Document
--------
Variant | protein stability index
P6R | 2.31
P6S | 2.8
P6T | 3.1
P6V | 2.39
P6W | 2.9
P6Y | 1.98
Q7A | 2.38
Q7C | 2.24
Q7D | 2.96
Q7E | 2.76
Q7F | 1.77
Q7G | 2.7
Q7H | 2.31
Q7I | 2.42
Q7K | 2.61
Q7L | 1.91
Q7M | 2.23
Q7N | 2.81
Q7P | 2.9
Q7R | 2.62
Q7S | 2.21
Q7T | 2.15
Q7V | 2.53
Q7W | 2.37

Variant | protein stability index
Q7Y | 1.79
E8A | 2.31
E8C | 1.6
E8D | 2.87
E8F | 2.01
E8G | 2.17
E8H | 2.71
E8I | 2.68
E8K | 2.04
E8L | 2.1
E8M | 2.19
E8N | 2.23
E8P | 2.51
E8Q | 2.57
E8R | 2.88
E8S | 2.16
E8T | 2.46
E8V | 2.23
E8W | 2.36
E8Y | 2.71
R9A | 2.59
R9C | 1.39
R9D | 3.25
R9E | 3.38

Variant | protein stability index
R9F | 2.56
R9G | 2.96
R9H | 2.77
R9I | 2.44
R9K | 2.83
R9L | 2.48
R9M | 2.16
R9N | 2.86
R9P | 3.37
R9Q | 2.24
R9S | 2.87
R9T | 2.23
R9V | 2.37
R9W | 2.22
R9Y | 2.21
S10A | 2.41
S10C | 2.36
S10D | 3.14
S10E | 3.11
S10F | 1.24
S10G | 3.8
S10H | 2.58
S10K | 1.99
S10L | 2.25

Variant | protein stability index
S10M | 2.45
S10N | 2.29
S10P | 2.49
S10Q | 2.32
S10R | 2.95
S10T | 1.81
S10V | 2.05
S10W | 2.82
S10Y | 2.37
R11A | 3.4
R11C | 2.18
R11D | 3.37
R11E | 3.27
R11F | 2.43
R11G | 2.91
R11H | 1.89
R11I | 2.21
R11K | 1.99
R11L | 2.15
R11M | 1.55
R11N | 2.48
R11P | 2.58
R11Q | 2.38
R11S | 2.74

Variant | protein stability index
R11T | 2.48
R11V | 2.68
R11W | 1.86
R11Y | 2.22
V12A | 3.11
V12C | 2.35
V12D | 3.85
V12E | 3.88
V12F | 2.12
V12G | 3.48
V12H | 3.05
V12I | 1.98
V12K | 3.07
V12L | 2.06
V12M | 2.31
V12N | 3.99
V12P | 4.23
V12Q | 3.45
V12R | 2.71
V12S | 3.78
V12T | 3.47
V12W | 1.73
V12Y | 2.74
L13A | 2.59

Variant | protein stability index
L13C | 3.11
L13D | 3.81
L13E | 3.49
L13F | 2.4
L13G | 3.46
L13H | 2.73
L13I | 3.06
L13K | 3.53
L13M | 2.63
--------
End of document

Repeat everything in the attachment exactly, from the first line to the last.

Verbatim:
Variant | protein stability index
P6R | 2.31
P6S | 2.8
P6T | 3.1
P6V | 2.39
P6W | 2.9
P6Y | 1.98
Q7A | 2.38
Q7C | 2.24
Q7D | 2.96
Q7E | 2.76
Q7F | 1.77
Q7G | 2.7
Q7H | 2.31
Q7I | 2.42
Q7K | 2.61
Q7L | 1.91
Q7M | 2.23
Q7N | 2.81
Q7P | 2.9
Q7R | 2.62
Q7S | 2.21
Q7T | 2.15
Q7V | 2.53
Q7W | 2.37

Variant | protein stability index
Q7Y | 1.79
E8A | 2.31
E8C | 1.6
E8D | 2.87
E8F | 2.01
E8G | 2.17
E8H | 2.71
E8I | 2.68
E8K | 2.04
E8L | 2.1
E8M | 2.19
E8N | 2.23
E8P | 2.51
E8Q | 2.57
E8R | 2.88
E8S | 2.16
E8T | 2.46
E8V | 2.23
E8W | 2.36
E8Y | 2.71
R9A | 2.59
R9C | 1.39
R9D | 3.25
R9E | 3.38

Variant | protein stability index
R9F | 2.56
R9G | 2.96
R9H | 2.77
R9I | 2.44
R9K | 2.83
R9L | 2.48
R9M | 2.16
R9N | 2.86
R9P | 3.37
R9Q | 2.24
R9S | 2.87
R9T | 2.23
R9V | 2.37
R9W | 2.22
R9Y | 2.21
S10A | 2.41
S10C | 2.36
S10D | 3.14
S10E | 3.11
S10F | 1.24
S10G | 3.8
S10H | 2.58
S10K | 1.99
S10L | 2.25

Variant | protein stability index
S10M | 2.45
S10N | 2.29
S10P | 2.49
S10Q | 2.32
S10R | 2.95
S10T | 1.81
S10V | 2.05
S10W | 2.82
S10Y | 2.37
R11A | 3.4
R11C | 2.18
R11D | 3.37
R11E | 3.27
R11F | 2.43
R11G | 2.91
R11H | 1.89
R11I | 2.21
R11K | 1.99
R11L | 2.15
R11M | 1.55
R11N | 2.48
R11P | 2.58
R11Q | 2.38
R11S | 2.74

Variant | protein stability index
R11T | 2.48
R11V | 2.68
R11W | 1.86
R11Y | 2.22
V12A | 3.11
V12C | 2.35
V12D | 3.85
V12E | 3.88
V12F | 2.12
V12G | 3.48
V12H | 3.05
V12I | 1.98
V12K | 3.07
V12L | 2.06
V12M | 2.31
V12N | 3.99
V12P | 4.23
V12Q | 3.45
V12R | 2.71
V12S | 3.78
V12T | 3.47
V12W | 1.73
V12Y | 2.74
L13A | 2.59

Variant | protein stability index
L13C | 3.11
L13D | 3.81
L13E | 3.49
L13F | 2.4
L13G | 3.46
L13H | 2.73
L13I | 3.06
L13K | 3.53
L13M | 2.63